FIG. 1 provides a highly simplified illustration of a cellular telephone system configured in accordance with the use of the IS-95 standard. During operation, a set of subscriber units 10 a-d conduct wireless communication by establishing one or more RF interfaces with one or more base stations 12 a-dusing CDMA modulated RF signals. Each RF interface between a base station 12 and a subscriber unit 10 is comprised of a forward link signal transmitted from the base station 12, and a reverse link signal transmitted from the subscriber unit. Using these RF interfaces, a communication with another user is generally conducted by way of mobile telephone switching office (MTSO) 14 and public switch telephone network (PSTN) 16. The links between base stations 12, MTSO 14 and PSTN 16 are usually formed via wire line connections, although the use of additional RF or microwave links is also known.
Each subscriber unit 10 communicates with one or more base stations 12 by utilizing a rake receiver. A RAKE receiver is described in U.S. Pat. No. 5,109,390 entitled “DIVERSITY RECEIVER IN A CDMA CELLULAR TELEPHONE SYSTEM”, assigned to the assignee of the present invention and incorporated herein by reference. A rake receiver is typically made up of one or more searchers for locating direct and multipath pilot from neighboring base stations, and two or more fingers for receiving and combining information signals from those base stations. Searchers are described in co-pending U.S. patent application Ser. No. 08/316,177, entitled “MULTIPATH SEARCH PROCESSOR FOR SPREAD SPECTRUM MULTIPLE ACCESS COMMUNICATION SYSTEMS”, filed Sep. 30, 1994, assigned to the assignee of the present invention and incorporated herein by reference.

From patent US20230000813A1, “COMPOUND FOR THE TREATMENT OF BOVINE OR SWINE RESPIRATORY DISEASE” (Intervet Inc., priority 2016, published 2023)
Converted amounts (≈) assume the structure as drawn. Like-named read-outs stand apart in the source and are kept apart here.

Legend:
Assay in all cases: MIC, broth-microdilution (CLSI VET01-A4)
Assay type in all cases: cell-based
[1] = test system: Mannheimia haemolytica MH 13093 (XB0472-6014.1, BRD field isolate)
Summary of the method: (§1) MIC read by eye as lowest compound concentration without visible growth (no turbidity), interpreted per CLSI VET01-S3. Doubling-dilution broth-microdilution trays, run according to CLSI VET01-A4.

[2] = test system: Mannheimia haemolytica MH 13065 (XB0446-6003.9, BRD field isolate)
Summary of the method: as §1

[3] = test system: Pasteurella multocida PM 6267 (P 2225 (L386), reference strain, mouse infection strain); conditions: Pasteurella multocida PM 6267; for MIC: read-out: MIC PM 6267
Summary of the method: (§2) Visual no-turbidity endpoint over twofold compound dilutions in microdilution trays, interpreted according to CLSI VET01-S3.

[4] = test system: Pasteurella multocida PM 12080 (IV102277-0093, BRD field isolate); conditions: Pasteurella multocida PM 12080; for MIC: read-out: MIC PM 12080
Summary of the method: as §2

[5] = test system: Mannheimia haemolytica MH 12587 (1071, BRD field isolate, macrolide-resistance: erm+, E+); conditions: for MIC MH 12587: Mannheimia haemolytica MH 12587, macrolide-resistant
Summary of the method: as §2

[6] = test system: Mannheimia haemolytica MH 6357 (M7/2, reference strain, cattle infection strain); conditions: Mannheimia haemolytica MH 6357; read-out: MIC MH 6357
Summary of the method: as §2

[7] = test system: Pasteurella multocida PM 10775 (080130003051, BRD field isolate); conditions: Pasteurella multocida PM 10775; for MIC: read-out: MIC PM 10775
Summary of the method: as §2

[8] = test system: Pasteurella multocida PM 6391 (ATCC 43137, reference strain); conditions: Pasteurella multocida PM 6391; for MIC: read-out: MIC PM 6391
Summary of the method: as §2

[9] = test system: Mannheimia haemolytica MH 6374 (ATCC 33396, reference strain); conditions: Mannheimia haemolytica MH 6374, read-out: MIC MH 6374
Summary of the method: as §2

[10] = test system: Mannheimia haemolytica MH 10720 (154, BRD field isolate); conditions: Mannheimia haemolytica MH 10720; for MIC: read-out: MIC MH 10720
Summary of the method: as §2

In any passband digital communication system, such as that described above in relation to FIG. 1, there is a need for carrier synchronization. The sender modulates information onto a carrier at frequency fc, and the receiver must recover this frequency so that the received signal constellation does not rotate and degrade the signal to noise ratio (SNR) of the demodulated symbols. In the following discussion, the sender is a CDMA base station and the receiver is a CDMA subscriber unit.
Although the receiver knows the nominal carrier frequency, there are two main sources of error that contribute to the frequency difference between the received carrier from the base station and the carrier produced at the subscriber unit. First, the subscriber unit produces the carrier using a frequency synthesizer that uses a local clock as its timing reference. An example RF/IF section of a conventional heterodyne CDMA receiver is shown in FIG. 2. A signal received at antenna 200 is passed through low-noise amplifier (LNA) 202 and filtered in filter 204 before being mixed down to IF by RF mixer 206. This IF signal is filtered in filter 208, passed through variable-gain amplifier (VGA) 210 and is then mixed down to baseband by IF mixer 212. The baseband signal is then filtered in filter 214 and passed through analog to digital converter 216 to produce IQ symbols at baseband.